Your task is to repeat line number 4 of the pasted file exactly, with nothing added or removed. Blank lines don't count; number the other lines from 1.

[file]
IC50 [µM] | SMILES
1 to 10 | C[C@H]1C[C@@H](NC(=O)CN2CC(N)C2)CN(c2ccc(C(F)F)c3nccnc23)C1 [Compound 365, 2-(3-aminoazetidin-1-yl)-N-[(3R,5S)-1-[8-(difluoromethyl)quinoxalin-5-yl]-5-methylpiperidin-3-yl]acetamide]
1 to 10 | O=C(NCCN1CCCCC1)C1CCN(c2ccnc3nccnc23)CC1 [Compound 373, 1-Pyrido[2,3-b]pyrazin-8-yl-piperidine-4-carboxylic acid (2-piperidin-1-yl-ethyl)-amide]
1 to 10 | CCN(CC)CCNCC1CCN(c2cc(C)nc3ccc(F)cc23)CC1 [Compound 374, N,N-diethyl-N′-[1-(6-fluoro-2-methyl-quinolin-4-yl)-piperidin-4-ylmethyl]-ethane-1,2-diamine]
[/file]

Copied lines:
1 to 10 | CCN(CC)CCNCC1CCN(c2cc(C)nc3ccc(F)cc23)CC1 [Compound 374, N,N-diethyl-N′-[1-(6-fluoro-2-methyl-quinolin-4-yl)-piperidin-4-ylmethyl]-ethane-1,2-diamine]